” A successful woman is one who can build a firm foundation out of the bricks others have thrown at her“~ anon.
I have had a super rough week trying to adjust to my new schedule. With my daughter still getting over being sick and my homework quickly piling up, I have been frazzled and twitching. I did manage to get many things accomplished. However, my patience has been tested all week by people around me.
I am not sure why people need to stare at me while I’m on campus pushing a stroller, but they do. This past week, some jerk guy decided to make fun of me for pushing a kid in a stroller on campus. He mumbled things to his friend as they hurried past me. My friend over heard it and told me parts of what he said. I was ready to pounce but I refrained.
I had no choice but to bring Bella to my night class, sociology of reproduction. We had a lecture and a movie about childbirth. My daughter sat quietly watching Netflix on my phone and munching on a granola bar. I was totally entertained by the faces I got and the comments. Though most people find my daughter adorable, I know its not the norm. seeing a small child on a college campus. That’s cool. That’s fine. But leave it at that and don’t make me feel like a weirdo for having a child.
What more people should be saying to themselves is “wow, look a young mom can still do normal things like attend school and hold a job”. I get increasingly frustrated by girls who become pregnant and then throw away all of their ambitions. I strive to set a good example and reach out to other young mothers. Though I do still struggle to make everything work, I am not ashamed of being a mother. I am proud that I have been able to follow my dreams. It worries me when I don’t see many moms. Not because I am expecting an epidemic of teen moms. I just know that the ones who are out there and are not married also don’t likely choose to follow through on getting an education. I never mean to put anyone down. I do not think I am better than anyone for having an education or certain privileges others might not. It just worries me how few girls are encouraged by society and the education system to get a degree and eventually a career.
The biggest problem I have seen with the education system (mostly because of the state) is that there is very little support or encouragement for mothers to stay in school. There are not many scholarships for single or young parents and financial aid is scarce for students because of budget cuts to the state. The facilities like childcare and after hour care are dwindling because of dropping budgets or no state workers and many colleges don’t even offer it. There are very few colleges that have family housing or spouse housing. Families just don’t fit into the college equation. I suppose that these systems just haven’t changed with the changing times.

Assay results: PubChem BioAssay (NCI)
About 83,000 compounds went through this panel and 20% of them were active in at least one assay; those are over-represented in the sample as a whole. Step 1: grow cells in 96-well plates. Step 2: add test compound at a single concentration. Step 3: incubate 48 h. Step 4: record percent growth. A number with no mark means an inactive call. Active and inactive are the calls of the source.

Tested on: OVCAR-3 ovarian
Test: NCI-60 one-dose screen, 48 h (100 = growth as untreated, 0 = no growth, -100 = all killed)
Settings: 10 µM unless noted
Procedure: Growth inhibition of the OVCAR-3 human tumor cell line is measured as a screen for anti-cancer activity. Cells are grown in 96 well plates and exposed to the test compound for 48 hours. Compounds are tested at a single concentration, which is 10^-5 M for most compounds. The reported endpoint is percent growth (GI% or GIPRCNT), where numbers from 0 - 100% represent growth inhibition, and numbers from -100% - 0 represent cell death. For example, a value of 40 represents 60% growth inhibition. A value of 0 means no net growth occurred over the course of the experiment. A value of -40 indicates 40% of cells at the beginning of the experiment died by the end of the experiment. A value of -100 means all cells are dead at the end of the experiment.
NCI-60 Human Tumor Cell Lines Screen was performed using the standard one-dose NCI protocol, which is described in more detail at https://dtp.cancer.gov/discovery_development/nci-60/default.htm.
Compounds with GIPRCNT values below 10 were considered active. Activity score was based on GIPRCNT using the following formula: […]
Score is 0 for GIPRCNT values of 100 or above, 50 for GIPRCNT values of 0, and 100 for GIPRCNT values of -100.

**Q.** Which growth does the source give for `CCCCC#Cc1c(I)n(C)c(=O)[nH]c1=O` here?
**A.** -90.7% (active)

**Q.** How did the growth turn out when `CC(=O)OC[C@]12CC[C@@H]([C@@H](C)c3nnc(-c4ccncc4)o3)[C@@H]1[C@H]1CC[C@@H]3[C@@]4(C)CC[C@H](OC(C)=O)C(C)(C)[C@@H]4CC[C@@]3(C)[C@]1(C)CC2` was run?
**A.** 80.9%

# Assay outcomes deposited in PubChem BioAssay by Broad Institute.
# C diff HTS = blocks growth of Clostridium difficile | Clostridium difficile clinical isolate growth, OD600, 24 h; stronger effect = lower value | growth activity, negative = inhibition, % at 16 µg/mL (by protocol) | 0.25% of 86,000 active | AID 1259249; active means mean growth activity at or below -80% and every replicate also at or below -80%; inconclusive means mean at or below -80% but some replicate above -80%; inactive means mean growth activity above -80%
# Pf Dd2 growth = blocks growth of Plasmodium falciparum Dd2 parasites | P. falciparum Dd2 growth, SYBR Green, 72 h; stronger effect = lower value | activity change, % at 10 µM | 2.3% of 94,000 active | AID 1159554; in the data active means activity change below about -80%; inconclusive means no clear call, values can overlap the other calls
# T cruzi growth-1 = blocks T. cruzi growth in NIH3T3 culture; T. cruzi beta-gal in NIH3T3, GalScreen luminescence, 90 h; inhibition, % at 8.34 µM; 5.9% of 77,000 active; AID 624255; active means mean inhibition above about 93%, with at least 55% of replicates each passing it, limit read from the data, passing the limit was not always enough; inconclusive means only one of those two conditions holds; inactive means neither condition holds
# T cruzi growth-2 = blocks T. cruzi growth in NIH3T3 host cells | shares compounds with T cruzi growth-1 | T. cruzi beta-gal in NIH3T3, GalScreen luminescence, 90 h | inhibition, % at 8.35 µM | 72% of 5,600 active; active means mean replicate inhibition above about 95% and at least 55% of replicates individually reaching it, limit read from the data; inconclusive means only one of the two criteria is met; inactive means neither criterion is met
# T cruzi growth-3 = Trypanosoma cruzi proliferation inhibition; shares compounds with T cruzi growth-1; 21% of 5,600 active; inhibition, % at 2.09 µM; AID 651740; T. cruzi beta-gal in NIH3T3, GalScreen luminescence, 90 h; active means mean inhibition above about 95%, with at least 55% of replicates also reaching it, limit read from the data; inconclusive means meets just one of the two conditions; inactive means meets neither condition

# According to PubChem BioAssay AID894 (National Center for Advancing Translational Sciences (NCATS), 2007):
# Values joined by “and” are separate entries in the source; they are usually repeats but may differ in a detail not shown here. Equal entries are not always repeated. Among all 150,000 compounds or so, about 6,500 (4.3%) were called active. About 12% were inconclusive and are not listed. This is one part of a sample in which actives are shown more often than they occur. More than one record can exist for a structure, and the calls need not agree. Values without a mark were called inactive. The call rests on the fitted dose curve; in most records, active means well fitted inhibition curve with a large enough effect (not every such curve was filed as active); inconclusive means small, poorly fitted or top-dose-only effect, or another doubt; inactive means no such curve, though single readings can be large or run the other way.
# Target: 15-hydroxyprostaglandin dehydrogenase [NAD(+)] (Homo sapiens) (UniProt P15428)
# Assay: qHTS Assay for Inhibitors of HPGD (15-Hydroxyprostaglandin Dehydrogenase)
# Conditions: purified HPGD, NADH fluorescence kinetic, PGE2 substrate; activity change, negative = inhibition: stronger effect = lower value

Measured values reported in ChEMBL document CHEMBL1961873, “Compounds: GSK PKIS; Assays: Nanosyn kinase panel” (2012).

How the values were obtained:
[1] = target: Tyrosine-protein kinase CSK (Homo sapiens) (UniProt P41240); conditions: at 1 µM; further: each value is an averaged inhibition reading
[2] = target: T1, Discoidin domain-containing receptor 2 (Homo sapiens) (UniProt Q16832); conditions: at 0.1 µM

As much as 40% of babies are born to unmarried couples over the last few years. The percentage has steadily increased over the last three decades alone. This could be due to economics, culture differences, absent parents or religious differences. Some couples are choosing to have and raise children without the institution of marriage. Yet young adults are still encouraged to earn a degree out of high school. If not, where will their income be earned from and what kind of family will they be able to support with a minimum wage job? My choice was clear. I researched colleges when I was 17 and had a newborn. I was not just determined to head off to college to prove a point to anyone. I knew if I had no parents and no father for my child, I needed to be independent and earn a steady income for my child. That way we could live comfortable when she was growing up and I could still fulfill the goals I had for myself.
Even though I have researched and inquired to many colleges about their facilities for parenting students, I have yet to figure out a main idea on why there is so little support available. Surely this is the twenty first century and I am not the first or last teen to get pregnant. It is also not a new thing that families are being started at a younger age. Teen pregnancy rates have dropped according to recent studies since the 1990’s. But it still exists. And its nothing like MTV’s TEEN MOM. There are real girls out there. Who are dreaming of goals beyond being a mother. Who are in relationships or not but are happy with their decision to be a mother. So why is it that so many states in America offer little assistance or aid to them?
I am not referring to aid as in welfare. What I mean is actual support groups. Benefits through jobs. Tax credits for being single mothers in school. Schools that offer classes built around daycare hours. A real certified daycare facility on each campus with its own budget and workers. Trained staff. Did you know that new York state offers a SUNY grant to help pay for daycare?
I don’t make this stuff up people. I am tired of being “One more teen mom”.
I want to be “One less statistic”.